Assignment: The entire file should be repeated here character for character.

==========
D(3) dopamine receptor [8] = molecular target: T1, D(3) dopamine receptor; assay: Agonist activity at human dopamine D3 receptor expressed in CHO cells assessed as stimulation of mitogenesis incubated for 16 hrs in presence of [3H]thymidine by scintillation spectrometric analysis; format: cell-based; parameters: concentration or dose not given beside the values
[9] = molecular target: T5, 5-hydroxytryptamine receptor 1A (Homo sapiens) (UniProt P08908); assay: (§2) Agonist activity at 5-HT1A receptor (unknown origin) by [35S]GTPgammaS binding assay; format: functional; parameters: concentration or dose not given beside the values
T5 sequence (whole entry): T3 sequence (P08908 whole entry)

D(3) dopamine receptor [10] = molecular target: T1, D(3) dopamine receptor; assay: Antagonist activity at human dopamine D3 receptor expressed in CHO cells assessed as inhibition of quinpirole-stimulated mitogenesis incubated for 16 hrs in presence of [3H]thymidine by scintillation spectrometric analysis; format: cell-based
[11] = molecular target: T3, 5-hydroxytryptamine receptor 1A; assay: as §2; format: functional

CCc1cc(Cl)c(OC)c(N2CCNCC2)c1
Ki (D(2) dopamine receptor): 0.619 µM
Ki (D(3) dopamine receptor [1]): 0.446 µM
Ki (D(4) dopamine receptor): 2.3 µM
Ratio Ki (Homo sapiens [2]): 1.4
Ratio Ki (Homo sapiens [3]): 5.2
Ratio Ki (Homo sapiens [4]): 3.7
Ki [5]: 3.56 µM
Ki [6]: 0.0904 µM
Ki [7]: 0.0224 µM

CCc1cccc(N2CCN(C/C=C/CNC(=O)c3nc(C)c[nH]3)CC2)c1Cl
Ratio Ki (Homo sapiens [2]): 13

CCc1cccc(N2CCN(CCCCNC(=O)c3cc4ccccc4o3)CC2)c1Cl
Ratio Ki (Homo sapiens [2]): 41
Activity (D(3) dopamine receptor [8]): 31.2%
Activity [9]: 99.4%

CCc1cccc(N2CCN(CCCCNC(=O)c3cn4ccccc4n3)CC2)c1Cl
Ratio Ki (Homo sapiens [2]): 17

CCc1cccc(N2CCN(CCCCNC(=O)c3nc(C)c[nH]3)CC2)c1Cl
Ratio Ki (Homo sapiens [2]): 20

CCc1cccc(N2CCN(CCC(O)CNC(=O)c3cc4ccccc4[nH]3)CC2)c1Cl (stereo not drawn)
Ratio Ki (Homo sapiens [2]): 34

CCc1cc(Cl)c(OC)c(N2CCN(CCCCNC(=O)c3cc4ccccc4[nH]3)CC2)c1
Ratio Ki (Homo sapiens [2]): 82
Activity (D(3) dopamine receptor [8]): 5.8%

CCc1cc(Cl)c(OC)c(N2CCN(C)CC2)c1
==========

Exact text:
D(3) dopamine receptor [8] = molecular target: T1, D(3) dopamine receptor; assay: Agonist activity at human dopamine D3 receptor expressed in CHO cells assessed as stimulation of mitogenesis incubated for 16 hrs in presence of [3H]thymidine by scintillation spectrometric analysis; format: cell-based; parameters: concentration or dose not given beside the values
[9] = molecular target: T5, 5-hydroxytryptamine receptor 1A (Homo sapiens) (UniProt P08908); assay: (§2) Agonist activity at 5-HT1A receptor (unknown origin) by [35S]GTPgammaS binding assay; format: functional; parameters: concentration or dose not given beside the values
T5 sequence (whole entry): T3 sequence (P08908 whole entry)

D(3) dopamine receptor [10] = molecular target: T1, D(3) dopamine receptor; assay: Antagonist activity at human dopamine D3 receptor expressed in CHO cells assessed as inhibition of quinpirole-stimulated mitogenesis incubated for 16 hrs in presence of [3H]thymidine by scintillation spectrometric analysis; format: cell-based
[11] = molecular target: T3, 5-hydroxytryptamine receptor 1A; assay: as §2; format: functional

CCc1cc(Cl)c(OC)c(N2CCNCC2)c1
Ki (D(2) dopamine receptor): 0.619 µM
Ki (D(3) dopamine receptor [1]): 0.446 µM
Ki (D(4) dopamine receptor): 2.3 µM
Ratio Ki (Homo sapiens [2]): 1.4
Ratio Ki (Homo sapiens [3]): 5.2
Ratio Ki (Homo sapiens [4]): 3.7
Ki [5]: 3.56 µM
Ki [6]: 0.0904 µM
Ki [7]: 0.0224 µM

CCc1cccc(N2CCN(C/C=C/CNC(=O)c3nc(C)c[nH]3)CC2)c1Cl
Ratio Ki (Homo sapiens [2]): 13

CCc1cccc(N2CCN(CCCCNC(=O)c3cc4ccccc4o3)CC2)c1Cl
Ratio Ki (Homo sapiens [2]): 41
Activity (D(3) dopamine receptor [8]): 31.2%
Activity [9]: 99.4%

CCc1cccc(N2CCN(CCCCNC(=O)c3cn4ccccc4n3)CC2)c1Cl
Ratio Ki (Homo sapiens [2]): 17

CCc1cccc(N2CCN(CCCCNC(=O)c3nc(C)c[nH]3)CC2)c1Cl
Ratio Ki (Homo sapiens [2]): 20

CCc1cccc(N2CCN(CCC(O)CNC(=O)c3cc4ccccc4[nH]3)CC2)c1Cl (stereo not drawn)
Ratio Ki (Homo sapiens [2]): 34

CCc1cc(Cl)c(OC)c(N2CCN(CCCCNC(=O)c3cc4ccccc4[nH]3)CC2)c1
Ratio Ki (Homo sapiens [2]): 82
Activity (D(3) dopamine receptor [8]): 5.8%

CCc1cc(Cl)c(OC)c(N2CCN(C)CC2)c1